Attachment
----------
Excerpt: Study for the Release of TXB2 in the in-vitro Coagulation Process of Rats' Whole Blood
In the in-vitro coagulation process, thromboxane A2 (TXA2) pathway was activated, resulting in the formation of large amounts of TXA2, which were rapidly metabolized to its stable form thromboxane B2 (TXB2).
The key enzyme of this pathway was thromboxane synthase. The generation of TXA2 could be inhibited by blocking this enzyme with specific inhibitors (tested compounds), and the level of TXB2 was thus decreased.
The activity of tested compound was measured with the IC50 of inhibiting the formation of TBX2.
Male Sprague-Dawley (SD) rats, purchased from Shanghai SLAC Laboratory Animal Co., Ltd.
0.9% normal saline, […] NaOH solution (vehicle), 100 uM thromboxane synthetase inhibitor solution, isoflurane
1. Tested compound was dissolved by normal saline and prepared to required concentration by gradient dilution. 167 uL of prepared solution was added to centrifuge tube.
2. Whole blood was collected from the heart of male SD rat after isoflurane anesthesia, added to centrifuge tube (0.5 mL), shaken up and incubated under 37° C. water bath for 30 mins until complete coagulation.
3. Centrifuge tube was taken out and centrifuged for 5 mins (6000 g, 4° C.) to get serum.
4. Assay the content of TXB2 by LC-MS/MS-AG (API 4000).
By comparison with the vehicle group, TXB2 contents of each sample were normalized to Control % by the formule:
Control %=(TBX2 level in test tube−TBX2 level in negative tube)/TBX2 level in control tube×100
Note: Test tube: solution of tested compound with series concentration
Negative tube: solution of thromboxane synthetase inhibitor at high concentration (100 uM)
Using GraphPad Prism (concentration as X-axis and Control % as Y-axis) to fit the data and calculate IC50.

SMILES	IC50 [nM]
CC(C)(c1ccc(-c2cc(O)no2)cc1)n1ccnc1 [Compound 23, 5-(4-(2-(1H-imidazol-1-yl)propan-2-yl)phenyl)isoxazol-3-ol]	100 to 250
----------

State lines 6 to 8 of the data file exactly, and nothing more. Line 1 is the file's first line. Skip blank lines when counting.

0.9% normal saline, […] NaOH solution (vehicle), 100 uM thromboxane synthetase inhibitor solution, isoflurane
1. Tested compound was dissolved by normal saline and prepared to required concentration by gradient dilution. 167 uL of prepared solution was added to centrifuge tube.
2. Whole blood was collected from the heart of male SD rat after isoflurane anesthesia, added to centrifuge tube (0.5 mL), shaken up and incubated under 37° C. water bath for 30 mins until complete coagulation.